In 2004, John worked with Arizona congressional candidate, and former Coconino County Supervisor, Paul Babbitt, to support US Senator John Kerry in announcing the Forest Restoration Program that included about a hundred million dollars for an environmental corps.
               
John served on The Corps Network (then called NASCC) Board of Directors from 1993 to 1996. He has been an active member of The Corps Network for over 20 years. Since 2005, John has served as the Chairman of Southwest Conservation Corps’s (SCC) Four Corners Board of Directors, Secretary of SCC’s Executive Board of Directors, and is the current Chairman of SCC's Board of Directors.
               
When asked what keeps him so passionate about the Corps movement after all this time, John says, “Because this is good stuff.” John’s vision and contributions to the Corps movement have definitely brought the “good stuff” to numerous communities and thousands of youth and young adults.

Providing Relief – What Corps Have Done to Assist in Hurricane Sandy Recovery Efforts

 

Washington Conservation Corps members remove damaged household items from a flooded home

Hurricane Sandy took lives, destroyed homes and businesses, and left millions of people without power. As the storm bore down on the Northeast coast during the last days of October, Corps across the country were already mobilizing to help with the relief effort. Corpsmembers have played a significant role in helping communities in New York, New Jersey and 5 other states recover and rebuild.

Some Corps worked through the Corporation for National and Community Service (CNCS) and FEMA, while others organized independent of the federal response. Some Corps worked in shelters, while others cleared debris. Some Corps travelled thousands of miles to assist in the relief efforts, while other Corps worked in their own backyards.

Find out which Corps have been involved in Sandy recovery, read about what they’ve done to help, and see pictures from the field:

Corps Involved in recovery efforts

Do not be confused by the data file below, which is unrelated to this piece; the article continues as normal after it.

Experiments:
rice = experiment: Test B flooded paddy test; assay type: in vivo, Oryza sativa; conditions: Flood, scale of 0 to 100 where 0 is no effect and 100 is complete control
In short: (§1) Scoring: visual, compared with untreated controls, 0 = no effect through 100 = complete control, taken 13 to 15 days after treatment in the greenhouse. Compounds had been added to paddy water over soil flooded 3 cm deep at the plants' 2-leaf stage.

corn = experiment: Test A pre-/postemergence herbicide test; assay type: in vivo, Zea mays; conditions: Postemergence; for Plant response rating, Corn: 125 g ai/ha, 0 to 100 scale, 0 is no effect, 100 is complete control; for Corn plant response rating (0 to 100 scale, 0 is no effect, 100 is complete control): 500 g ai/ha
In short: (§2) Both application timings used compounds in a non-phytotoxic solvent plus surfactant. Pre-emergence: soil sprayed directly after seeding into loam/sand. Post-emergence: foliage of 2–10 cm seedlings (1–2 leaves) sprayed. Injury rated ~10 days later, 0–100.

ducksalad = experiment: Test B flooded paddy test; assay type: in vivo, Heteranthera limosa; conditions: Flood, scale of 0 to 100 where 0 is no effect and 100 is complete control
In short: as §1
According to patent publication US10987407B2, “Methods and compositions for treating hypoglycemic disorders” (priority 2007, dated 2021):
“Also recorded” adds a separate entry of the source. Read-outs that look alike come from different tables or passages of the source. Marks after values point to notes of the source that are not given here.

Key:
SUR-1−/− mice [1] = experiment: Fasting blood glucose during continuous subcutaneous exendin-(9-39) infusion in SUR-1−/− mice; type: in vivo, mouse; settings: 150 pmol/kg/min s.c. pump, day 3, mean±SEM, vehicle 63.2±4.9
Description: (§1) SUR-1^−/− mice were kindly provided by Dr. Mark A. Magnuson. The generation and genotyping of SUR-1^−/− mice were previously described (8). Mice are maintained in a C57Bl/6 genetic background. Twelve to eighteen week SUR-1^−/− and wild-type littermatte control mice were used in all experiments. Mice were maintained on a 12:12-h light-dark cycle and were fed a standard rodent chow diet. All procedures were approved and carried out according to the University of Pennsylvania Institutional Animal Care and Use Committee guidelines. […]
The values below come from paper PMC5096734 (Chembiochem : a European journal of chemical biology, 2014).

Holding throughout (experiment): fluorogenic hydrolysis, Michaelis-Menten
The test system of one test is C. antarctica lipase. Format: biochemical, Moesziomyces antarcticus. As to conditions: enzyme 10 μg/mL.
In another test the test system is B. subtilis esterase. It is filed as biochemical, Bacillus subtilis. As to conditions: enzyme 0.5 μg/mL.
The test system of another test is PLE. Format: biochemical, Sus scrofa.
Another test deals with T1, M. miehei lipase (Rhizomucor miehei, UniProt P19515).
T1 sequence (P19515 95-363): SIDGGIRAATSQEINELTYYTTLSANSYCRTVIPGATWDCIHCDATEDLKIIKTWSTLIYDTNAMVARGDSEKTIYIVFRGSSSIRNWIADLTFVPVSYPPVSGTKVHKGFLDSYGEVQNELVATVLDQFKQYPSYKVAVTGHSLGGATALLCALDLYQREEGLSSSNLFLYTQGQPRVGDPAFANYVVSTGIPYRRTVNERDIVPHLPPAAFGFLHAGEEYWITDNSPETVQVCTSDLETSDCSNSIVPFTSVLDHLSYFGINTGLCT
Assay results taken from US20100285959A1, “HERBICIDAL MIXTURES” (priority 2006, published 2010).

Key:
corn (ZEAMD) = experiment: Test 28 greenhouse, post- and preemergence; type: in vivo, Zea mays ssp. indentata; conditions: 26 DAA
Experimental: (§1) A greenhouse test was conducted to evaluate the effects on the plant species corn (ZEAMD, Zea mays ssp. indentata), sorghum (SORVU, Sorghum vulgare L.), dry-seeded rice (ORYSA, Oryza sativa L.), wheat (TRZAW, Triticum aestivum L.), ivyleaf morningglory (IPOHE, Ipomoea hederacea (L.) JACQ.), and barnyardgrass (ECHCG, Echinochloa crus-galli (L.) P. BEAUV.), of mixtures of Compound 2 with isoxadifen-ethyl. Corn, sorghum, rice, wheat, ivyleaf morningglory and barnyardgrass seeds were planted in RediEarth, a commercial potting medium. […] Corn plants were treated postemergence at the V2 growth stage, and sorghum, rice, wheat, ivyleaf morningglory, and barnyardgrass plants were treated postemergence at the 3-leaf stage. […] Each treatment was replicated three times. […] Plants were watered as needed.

Conservation Corps Minnesota and Iowa Corpsmembers “mucking out” a home damaged by flood water

What are some of the things Corps have done?

  • Operated emergency shelters throughout New York City: managed volunteers, monitored and assisted residents, cared for children and pets, maintained the facilities
  • Cleared debris
  • Cut down damaged trees and limbs
  • “Mucking out” - removing water and water damaged items and building materials from homes and businesses affected by flooding
  • Solicited donations of food and emergency supplies from individuals and businesses not hit as hard by the storm
  • Operated distribution centers and packaged emergency supplies for Sandy victims in need of food, water, blankets, clothing, toiletries, and other necessities
  • Canvassed neighborhoods to find people in need and spread information about repair work
  • Restored parks damaged by high winds 

NYRP clearing a downed tree in New York City 


AmeriCorps NCCC/FEMA Corps members assisting with water distribution in Far Rockaway, NY.
 

Get more pictures and more information on the recovery efforts and Corpsmember experiences

Student Conservation Association (SCA) Corpsmember in New Jersey


Southwest Conservation Corps members working with FDNY


Utah Conservation Corps members surrounded by the devastation of Hurricane Sandy 


Green City Force Corpsmembers and staff serving food 


Montana Conservation Corps members organize supplies at a distribution center


New Jersey Youth Corps clearing a downed tree


 


 

 

 

 

 

2009 Project of the Year: Multi-Site Non-Profit Center for Education

Winner: Southwest Conservation Corps